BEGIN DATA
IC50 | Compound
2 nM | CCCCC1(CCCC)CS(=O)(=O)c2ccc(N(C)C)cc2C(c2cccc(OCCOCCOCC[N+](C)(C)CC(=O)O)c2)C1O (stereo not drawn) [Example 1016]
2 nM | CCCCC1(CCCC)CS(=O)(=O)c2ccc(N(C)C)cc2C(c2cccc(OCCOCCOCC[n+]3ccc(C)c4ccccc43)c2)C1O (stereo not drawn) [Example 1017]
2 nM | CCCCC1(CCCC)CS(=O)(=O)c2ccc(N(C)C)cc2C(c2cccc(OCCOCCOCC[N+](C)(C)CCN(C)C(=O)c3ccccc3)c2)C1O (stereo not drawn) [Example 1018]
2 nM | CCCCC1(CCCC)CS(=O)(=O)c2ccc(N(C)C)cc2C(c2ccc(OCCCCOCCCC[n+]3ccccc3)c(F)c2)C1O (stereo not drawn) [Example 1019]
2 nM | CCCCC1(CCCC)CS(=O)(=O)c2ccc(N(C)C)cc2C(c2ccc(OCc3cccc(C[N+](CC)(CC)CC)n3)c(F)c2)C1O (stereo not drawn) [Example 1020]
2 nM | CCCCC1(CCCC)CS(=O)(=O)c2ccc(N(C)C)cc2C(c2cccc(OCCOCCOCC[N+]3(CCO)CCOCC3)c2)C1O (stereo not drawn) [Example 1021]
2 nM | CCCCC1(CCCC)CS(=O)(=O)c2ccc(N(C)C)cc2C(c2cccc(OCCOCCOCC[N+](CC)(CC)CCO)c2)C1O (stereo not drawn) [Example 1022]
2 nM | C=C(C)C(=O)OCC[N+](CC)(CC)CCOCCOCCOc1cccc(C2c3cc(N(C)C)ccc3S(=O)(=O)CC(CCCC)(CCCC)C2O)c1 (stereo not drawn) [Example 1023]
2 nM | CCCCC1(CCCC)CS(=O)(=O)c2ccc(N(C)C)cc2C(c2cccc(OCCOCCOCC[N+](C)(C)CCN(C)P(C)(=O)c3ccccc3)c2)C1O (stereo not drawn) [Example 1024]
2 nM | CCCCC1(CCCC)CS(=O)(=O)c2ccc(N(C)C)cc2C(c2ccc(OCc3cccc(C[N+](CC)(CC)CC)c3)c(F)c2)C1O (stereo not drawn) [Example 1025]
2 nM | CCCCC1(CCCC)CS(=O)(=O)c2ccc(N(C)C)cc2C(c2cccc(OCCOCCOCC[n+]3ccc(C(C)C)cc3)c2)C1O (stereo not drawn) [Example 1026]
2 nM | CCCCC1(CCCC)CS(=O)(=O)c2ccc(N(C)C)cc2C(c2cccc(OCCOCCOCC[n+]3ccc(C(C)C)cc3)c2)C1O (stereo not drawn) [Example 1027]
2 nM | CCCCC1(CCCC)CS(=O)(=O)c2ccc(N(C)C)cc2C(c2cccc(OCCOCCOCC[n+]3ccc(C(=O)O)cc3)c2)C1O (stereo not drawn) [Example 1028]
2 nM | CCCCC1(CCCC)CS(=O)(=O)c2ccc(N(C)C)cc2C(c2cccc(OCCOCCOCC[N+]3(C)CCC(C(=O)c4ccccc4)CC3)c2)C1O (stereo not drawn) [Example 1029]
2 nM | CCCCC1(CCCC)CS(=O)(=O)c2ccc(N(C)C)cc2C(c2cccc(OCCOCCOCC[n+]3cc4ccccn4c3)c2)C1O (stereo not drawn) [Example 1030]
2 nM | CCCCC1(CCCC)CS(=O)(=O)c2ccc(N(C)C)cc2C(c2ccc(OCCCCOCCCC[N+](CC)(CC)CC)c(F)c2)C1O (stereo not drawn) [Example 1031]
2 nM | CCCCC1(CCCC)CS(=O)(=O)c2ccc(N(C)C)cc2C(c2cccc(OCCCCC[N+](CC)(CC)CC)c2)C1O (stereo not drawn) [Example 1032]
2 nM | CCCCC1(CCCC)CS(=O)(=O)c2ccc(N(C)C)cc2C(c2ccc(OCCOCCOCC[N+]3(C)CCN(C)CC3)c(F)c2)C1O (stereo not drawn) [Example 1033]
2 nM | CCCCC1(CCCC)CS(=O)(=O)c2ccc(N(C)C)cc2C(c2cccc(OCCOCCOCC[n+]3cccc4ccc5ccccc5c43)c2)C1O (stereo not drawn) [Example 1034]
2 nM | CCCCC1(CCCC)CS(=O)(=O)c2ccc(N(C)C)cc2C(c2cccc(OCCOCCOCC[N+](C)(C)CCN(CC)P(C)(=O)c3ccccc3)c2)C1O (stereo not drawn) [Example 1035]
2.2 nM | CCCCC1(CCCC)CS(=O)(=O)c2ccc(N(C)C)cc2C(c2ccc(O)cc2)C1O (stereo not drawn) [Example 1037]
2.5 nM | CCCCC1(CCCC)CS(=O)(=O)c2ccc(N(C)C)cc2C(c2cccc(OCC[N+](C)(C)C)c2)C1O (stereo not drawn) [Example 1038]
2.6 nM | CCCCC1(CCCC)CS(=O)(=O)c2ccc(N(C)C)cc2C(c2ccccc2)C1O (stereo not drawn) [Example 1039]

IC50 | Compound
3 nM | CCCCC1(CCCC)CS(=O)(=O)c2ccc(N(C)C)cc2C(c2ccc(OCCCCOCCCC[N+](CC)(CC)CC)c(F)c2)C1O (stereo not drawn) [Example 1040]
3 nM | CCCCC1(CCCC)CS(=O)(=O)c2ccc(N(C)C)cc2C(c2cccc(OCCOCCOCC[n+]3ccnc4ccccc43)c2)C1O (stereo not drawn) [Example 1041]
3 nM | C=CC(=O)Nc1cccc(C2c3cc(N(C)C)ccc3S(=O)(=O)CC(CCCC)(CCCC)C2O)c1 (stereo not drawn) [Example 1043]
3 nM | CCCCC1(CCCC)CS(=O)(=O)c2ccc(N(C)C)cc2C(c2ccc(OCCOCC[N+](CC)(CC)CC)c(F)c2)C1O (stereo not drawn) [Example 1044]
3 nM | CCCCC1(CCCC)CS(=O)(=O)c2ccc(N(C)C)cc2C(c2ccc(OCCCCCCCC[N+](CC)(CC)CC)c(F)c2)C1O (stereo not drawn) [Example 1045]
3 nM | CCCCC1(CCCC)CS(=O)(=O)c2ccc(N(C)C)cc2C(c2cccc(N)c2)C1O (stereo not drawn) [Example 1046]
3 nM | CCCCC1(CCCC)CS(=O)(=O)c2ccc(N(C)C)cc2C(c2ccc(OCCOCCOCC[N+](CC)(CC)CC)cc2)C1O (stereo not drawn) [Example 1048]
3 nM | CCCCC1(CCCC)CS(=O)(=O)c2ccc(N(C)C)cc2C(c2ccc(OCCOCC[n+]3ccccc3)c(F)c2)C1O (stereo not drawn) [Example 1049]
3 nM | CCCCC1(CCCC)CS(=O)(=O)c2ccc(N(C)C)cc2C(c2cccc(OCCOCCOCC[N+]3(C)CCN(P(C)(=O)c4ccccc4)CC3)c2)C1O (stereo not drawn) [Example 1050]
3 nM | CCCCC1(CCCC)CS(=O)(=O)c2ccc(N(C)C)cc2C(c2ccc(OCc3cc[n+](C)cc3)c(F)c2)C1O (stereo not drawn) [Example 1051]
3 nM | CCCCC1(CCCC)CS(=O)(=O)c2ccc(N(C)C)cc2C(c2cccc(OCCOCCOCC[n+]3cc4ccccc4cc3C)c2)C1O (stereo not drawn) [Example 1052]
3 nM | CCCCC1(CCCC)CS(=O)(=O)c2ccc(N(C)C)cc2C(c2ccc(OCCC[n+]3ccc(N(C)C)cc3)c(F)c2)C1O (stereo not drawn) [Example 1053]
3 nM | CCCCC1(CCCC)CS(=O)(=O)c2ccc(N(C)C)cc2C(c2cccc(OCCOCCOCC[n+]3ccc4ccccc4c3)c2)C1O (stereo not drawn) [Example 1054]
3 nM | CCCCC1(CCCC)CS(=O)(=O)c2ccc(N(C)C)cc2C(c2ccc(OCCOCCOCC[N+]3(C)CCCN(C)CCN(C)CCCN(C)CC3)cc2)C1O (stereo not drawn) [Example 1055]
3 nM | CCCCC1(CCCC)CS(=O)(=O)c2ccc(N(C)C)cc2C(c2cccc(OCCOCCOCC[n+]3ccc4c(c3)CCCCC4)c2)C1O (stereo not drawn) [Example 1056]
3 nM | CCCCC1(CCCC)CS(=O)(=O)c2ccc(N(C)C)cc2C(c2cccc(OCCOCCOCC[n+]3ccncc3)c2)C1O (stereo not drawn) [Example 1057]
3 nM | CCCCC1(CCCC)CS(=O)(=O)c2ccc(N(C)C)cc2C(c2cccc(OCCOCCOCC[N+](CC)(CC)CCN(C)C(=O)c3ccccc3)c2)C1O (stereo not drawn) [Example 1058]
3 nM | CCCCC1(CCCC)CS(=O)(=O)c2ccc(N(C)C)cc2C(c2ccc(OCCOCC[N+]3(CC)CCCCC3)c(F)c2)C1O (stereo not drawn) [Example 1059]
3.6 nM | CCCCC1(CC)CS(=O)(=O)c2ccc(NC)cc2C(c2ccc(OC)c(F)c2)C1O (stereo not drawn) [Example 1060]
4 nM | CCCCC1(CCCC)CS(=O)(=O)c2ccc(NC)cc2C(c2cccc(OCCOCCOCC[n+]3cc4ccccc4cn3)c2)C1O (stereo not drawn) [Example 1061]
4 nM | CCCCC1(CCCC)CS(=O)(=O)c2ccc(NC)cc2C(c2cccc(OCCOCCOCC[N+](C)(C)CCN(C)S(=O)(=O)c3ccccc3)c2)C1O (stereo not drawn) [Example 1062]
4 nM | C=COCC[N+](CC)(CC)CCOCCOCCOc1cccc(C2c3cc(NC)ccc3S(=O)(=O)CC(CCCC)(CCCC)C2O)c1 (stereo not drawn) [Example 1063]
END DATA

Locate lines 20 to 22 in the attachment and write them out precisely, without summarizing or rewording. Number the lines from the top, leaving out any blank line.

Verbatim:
2 nM | CCCCC1(CCCC)CS(=O)(=O)c2ccc(N(C)C)cc2C(c2cccc(OCCOCCOCC[n+]3cccc4ccc5ccccc5c43)c2)C1O (stereo not drawn) [Example 1034]
2 nM | CCCCC1(CCCC)CS(=O)(=O)c2ccc(N(C)C)cc2C(c2cccc(OCCOCCOCC[N+](C)(C)CCN(CC)P(C)(=O)c3ccccc3)c2)C1O (stereo not drawn) [Example 1035]
2.2 nM | CCCCC1(CCCC)CS(=O)(=O)c2ccc(N(C)C)cc2C(c2ccc(O)cc2)C1O (stereo not drawn) [Example 1037]